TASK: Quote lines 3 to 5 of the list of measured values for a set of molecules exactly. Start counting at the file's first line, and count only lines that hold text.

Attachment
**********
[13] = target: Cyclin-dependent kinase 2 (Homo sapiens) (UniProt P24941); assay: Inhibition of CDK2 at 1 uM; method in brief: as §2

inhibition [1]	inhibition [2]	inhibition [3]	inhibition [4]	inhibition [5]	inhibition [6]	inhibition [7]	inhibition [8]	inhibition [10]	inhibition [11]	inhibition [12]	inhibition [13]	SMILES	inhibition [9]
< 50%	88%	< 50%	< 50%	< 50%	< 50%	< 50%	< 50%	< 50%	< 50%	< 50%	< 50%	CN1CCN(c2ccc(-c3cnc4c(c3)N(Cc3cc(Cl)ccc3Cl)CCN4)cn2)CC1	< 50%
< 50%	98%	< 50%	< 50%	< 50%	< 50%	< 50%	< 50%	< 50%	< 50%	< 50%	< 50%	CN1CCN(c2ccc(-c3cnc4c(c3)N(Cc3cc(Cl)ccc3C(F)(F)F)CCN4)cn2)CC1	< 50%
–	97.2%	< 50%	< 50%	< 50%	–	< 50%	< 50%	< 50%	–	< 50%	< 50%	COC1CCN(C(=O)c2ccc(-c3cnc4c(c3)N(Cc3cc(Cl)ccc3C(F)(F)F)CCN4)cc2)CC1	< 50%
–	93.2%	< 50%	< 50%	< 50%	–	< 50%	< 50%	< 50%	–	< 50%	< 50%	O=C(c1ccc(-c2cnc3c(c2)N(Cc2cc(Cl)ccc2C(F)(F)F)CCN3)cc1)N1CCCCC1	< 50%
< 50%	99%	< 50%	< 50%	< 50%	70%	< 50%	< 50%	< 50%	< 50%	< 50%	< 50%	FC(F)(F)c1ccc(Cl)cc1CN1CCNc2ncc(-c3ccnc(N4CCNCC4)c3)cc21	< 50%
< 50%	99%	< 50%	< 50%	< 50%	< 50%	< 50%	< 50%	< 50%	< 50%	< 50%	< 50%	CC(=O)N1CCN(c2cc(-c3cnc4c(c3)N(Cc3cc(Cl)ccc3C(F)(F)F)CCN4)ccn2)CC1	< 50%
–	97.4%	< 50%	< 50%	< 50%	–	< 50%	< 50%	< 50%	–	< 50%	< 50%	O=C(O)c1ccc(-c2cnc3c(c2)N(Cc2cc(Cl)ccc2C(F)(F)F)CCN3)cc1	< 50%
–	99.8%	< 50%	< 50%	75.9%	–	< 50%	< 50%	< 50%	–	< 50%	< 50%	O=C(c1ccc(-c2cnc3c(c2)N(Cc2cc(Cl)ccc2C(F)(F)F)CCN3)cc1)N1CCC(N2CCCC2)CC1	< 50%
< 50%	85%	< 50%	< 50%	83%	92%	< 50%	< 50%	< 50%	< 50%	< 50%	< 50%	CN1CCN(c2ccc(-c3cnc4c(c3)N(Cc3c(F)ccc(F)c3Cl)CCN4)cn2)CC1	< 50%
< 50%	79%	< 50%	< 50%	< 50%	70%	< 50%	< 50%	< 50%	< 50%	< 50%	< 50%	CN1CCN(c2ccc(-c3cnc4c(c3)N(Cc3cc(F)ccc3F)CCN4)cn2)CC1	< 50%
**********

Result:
< 50%	88%	< 50%	< 50%	< 50%	< 50%	< 50%	< 50%	< 50%	< 50%	< 50%	< 50%	CN1CCN(c2ccc(-c3cnc4c(c3)N(Cc3cc(Cl)ccc3Cl)CCN4)cn2)CC1	< 50%
< 50%	98%	< 50%	< 50%	< 50%	< 50%	< 50%	< 50%	< 50%	< 50%	< 50%	< 50%	CN1CCN(c2ccc(-c3cnc4c(c3)N(Cc3cc(Cl)ccc3C(F)(F)F)CCN4)cn2)CC1	< 50%
–	97.2%	< 50%	< 50%	< 50%	–	< 50%	< 50%	< 50%	–	< 50%	< 50%	COC1CCN(C(=O)c2ccc(-c3cnc4c(c3)N(Cc3cc(Cl)ccc3C(F)(F)F)CCN4)cc2)CC1	< 50%